One of the best parts of the summer (for me) is that with my TV schedule being greatly reduced, (Even if it is clogged with teen super hero cartoons and revisits to Westeros), I have time to explore some of the more obscure and less on the Comic Con beaten path pop culture elements that have obsessed me over my life.
I’ve talked about my deep and abiding love of boy bands many times. And I’ve noted that I consider The Backstreet Boys and in particular the vocal stylings of AJ McLean to be in the upper echelon of pop music, and that they’re consistently passed over as the late 90’s and early 2000s fade into nostalgia.
I often feel like I’m alone in this, and then I talk to other women my age about it, for whom listening to Millennium on bedroom floors and voting for “The One” on TRL were also seminal moments of tween-dom, and it’s certainly what the documentary Show ‘Em What You’re Made Of is predicated on.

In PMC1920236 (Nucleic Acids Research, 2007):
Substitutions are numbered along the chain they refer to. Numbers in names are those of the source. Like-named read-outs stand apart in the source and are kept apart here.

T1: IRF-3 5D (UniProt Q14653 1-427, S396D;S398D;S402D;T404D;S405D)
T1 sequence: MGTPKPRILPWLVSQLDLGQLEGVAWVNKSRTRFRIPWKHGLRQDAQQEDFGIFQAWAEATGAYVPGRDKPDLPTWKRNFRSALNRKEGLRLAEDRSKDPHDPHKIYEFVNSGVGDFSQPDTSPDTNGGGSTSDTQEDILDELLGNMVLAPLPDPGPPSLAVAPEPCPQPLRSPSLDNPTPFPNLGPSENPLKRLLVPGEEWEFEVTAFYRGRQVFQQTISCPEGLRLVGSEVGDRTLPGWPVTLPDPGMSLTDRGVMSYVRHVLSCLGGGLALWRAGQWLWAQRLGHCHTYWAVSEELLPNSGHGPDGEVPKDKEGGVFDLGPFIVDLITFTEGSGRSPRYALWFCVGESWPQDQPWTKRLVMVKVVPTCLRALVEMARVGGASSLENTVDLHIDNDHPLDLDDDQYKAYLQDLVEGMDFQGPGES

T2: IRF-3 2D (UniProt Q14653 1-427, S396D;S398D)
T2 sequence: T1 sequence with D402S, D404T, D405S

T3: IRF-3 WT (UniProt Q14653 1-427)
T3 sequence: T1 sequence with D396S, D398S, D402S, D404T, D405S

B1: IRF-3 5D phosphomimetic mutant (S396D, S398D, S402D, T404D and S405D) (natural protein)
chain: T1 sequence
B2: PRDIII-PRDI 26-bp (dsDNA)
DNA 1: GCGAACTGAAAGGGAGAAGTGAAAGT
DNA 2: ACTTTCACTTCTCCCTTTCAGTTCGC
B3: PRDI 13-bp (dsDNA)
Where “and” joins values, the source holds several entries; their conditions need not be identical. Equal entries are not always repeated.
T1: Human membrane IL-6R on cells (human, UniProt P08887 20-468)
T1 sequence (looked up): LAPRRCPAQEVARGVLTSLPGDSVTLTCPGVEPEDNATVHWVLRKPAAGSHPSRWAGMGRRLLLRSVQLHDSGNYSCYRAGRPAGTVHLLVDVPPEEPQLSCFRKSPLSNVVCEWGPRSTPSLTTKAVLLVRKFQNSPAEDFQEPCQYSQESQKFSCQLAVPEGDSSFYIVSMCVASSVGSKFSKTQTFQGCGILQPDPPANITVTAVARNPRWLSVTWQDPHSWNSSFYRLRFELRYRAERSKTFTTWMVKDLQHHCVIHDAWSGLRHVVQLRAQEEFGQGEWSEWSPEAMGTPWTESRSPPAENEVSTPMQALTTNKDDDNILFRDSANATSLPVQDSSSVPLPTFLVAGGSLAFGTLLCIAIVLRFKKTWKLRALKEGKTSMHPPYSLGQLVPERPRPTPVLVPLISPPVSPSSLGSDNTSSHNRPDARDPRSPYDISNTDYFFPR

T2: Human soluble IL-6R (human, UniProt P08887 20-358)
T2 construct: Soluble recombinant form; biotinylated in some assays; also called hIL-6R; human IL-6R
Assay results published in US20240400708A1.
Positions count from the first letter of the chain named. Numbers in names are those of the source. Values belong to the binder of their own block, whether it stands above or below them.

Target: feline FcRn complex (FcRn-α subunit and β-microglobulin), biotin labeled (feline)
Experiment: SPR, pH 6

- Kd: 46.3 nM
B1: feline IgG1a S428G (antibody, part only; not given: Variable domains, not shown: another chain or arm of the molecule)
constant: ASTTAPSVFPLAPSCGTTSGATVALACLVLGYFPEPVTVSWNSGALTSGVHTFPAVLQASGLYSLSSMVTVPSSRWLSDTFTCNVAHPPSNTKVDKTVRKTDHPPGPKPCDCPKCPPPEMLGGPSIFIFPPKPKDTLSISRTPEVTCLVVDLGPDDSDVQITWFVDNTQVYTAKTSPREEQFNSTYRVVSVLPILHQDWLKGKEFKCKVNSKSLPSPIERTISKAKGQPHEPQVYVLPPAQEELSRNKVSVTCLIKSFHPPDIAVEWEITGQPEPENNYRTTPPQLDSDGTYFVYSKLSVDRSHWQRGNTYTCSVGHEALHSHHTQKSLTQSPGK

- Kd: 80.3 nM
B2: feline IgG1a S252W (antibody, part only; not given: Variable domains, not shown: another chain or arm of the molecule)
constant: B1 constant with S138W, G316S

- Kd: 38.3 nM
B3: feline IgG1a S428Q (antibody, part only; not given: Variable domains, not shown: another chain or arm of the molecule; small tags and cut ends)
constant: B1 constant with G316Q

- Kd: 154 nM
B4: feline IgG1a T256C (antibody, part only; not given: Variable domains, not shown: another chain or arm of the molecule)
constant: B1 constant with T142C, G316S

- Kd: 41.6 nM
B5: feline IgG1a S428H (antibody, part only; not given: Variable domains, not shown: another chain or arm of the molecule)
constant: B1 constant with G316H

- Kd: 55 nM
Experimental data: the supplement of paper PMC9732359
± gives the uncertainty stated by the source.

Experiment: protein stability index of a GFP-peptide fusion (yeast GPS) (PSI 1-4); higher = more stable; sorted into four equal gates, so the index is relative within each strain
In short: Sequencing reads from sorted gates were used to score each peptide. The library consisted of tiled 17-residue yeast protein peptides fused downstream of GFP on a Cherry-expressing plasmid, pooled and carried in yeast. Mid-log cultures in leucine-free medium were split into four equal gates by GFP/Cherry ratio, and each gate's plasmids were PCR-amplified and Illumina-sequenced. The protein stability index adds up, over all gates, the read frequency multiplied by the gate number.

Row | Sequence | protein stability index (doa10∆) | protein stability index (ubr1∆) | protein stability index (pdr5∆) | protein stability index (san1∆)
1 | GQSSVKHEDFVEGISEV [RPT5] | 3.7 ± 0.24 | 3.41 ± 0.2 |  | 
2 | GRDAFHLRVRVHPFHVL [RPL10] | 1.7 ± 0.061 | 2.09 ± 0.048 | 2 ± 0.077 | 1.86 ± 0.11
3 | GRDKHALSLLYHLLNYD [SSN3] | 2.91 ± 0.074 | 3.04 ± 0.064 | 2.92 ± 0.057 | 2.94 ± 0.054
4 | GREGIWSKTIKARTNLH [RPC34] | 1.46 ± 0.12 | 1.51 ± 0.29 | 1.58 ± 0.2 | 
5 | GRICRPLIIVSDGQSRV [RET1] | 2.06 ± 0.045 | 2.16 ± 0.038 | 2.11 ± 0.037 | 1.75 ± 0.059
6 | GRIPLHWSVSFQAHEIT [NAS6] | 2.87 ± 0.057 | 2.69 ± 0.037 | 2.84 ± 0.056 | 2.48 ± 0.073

While I’d hardly call the two hour in depth documentary a “warts and all” look at the guys, it’s definitely not as vain and golden colored as it could be. Exploring both the group’s rise to fame and their prep of a new album and 2014 20th anniversary world tour I was reminded of all the reasons I always preferred BSB to their glossy, perfectly choreographed doppelgangers NSYNC.
Not surprisingly to anyone who’s followed the band for 20 years…ie me and a small army of other 20 something women, the movie pretty much hinges on Kevin Richardson’s choice to leave and then return to the group and Nick Carter’s penchant for hissy fit throwing, but other elements shouldn’t be ignored. AJ’s sobriety is mostly taken for granted, and Nick’s not explored at all. Brian Littrell’s vocal problems could have been compelling all on their own, but instead lead to a confrontation between him and Nick, who feels no one is talking about how Brian isn’t up to snuff anymore. Howie Durough initially intended to be the group’s lead singer is sidelined almost entirely, except when he talks about how he was supposed to be the lead singer…it’s not a terribly compelling narrative.
But in the end the movie illustrates two points that are made in it’s first few minutes, “What do you do when you’re a man in a boy band?” which AJ asks the camera, and “We had some great pop songs and we sang the shit out of them.” Which is Kevin just perfectly encapsulating the thing that’s great about The Backstreet Boys.